The Crow Road
BFS Entertainment // Unrated // $29.98 // July 17, 2007
Review by John Sinnott | posted June 30, 2007
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The Series:

The Crow Road is a miniseries made by BBC Scotland that is based on a novel by Iain Banks.  The back of the case states that this series is a mystery, and in a way it is.  A more accurate description would be that it's a character study of a Scottish family with some black comic moments.  While the program does have some interesting bits, the story is slow and fairly aimless for most of its running time.

Prentice McHoan is a slacker who doesn't have much ambition or aim in life.  One day his grandmother puts in idea into his head that slowly takes root:  he'll discover what happened to his Uncle Rory.  Seven years previous Rory hopped onto his motorcycle in Glasgow and headed off to see his brother, Kenneth, Prentice's father, in his house in the country.  He never arrived, and was never seen from again.

Told from Prentice's point of view with frequent flashbacks, the first half of the four hour series introduces McHoan family.  In addition to the brothers Kenneth and Rory, there's a sister Fiona who has married the local rich, arrogant, fascist, prat named Fergus Urvill, and another brother, Hamish, who has started his own branch of Christianity.  (The religion main consists of advising God who he should smite, and how to best to inflict his heavenly retribution.)

As the story unfolds, various seemingly unrelated family secrets are revealed.  When he was a child, Rory was playing with matches and burned a barn down.  Someone discovered that their wife has been unfaithful, and Prentice lets everyone know that he's in love with an upper-class girl Verity, who isn't interested in him in the least.  Several family members also die over the course of the series, though none of them seem suspicious in the least.

As Prentice goes through his life, every once in a while wondering about his Uncle Rory but more often not, he recalls stories and events from his family's past.  Sometimes it's events that occurred when he was a kid, sometimes it is things from a year or two ago, and fairly often he relates stories that happened when his father was a mere lad.  This can get more than a little confusing, especially when they have flashbacks within flashbacks.  Viewers who pay attention should have no more than a little trouble keeping the multiple story lines straight.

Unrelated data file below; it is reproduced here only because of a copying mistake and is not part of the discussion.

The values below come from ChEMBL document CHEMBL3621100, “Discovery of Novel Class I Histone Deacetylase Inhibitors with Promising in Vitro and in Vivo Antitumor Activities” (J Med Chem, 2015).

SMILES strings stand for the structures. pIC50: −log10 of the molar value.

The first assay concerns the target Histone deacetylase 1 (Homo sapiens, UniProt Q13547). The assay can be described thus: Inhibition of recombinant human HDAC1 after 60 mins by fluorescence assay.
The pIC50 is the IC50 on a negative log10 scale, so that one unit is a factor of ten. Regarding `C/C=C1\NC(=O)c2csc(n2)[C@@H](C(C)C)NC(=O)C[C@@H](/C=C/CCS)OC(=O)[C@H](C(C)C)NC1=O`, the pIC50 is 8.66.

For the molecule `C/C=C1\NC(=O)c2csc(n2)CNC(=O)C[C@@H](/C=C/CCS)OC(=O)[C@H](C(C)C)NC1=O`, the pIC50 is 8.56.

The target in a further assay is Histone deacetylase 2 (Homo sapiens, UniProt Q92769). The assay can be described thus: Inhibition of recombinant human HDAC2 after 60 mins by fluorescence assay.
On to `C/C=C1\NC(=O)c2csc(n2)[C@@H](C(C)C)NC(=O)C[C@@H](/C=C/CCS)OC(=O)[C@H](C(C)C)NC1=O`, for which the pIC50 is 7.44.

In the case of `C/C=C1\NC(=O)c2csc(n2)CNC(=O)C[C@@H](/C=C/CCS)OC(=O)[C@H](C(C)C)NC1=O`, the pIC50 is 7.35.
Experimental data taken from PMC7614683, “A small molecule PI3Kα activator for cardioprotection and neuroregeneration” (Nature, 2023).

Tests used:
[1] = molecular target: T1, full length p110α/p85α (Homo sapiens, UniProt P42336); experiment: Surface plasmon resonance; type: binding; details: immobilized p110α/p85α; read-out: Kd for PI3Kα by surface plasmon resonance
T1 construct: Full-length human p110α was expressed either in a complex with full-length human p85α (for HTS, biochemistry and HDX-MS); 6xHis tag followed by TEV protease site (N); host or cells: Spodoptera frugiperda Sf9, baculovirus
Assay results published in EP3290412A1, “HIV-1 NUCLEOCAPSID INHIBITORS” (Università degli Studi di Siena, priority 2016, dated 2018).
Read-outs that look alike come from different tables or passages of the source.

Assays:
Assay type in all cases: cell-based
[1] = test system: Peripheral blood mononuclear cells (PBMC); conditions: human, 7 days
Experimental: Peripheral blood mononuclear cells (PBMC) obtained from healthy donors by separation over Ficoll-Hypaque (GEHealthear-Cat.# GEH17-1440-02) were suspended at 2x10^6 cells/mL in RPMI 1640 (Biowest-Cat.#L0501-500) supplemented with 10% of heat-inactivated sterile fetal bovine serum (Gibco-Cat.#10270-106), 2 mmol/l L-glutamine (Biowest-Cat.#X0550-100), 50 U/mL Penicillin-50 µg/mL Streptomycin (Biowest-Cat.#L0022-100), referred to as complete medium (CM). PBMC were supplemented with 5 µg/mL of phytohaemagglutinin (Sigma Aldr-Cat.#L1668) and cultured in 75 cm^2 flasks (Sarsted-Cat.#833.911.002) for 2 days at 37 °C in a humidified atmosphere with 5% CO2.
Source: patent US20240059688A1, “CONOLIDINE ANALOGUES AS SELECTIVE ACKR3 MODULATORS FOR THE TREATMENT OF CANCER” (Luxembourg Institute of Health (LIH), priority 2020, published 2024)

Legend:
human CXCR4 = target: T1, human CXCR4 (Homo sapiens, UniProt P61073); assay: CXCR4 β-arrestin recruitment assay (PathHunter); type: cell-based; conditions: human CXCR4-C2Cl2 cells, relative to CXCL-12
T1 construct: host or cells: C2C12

While much of the story is entertaining, filled with colorful characters and at least mildly interesting stories and anecdotes, it's missing something.  There's really no 'glue' to hold it together.  The mystery of Rory's disappearance isn't really investigated.  Prentice finds some of his papers and reads them, but that's it.  (It isn't until the last half of the final episode that the mystery moves to the forefront.)  There is a subplot involving Prentice's rejection of his father's atheism and his uncertainty of the meaning of life, but that's not terribly pressing or enough to carry the miniseries.

Ultimately the resolution isn't as satisfying as it could be either.  While many questions are answered, viewers will arrive at the answers well ahead of Prentice, who seems to take his time piecing things together.  The way the series finishes is a bit anticlimactic too.  Instead of being impressed with a witty twist or a tightly plotted conclusion, viewers are given an ending that is rather bland and run of the mill.

The DVD:


This series comes with a Dolby Digital mono soundtrack.  Unfortunately there are no subtitles, as there are more than a few scenes where it is hard to make out what is being said.  This isn't because of any audio defects, but because the Scottish accents are so thick.  When people get upset and start talking fast, especially when they throw in a lot of slang, it's incredibly difficult to make out what is being said.  Aside from that the audio is about average for a 90's British TV show.


The 4:3 image is suitable but not outstanding.  There's a bit of grain through the show, and the picture is a bit soft but not distressingly so.  A spot of dirt appears now and again but it isn't frequent.  Overall an average looking show.


This is a pretty bare bones set.  The only extra is a series of text cast profiles.

Final Thoughts:

This is a series of mildly interesting stories and characters sketches that are thrown together with a mystery added almost as an afterthought.  While these bits weren't bad per se, they never really grabbed my attention.  When one episode ended, there wasn't that drive to get to the next one to see what happens like occurs with the best mystery series.  I don't regret watching this program, but it's a better rental than a purchase.

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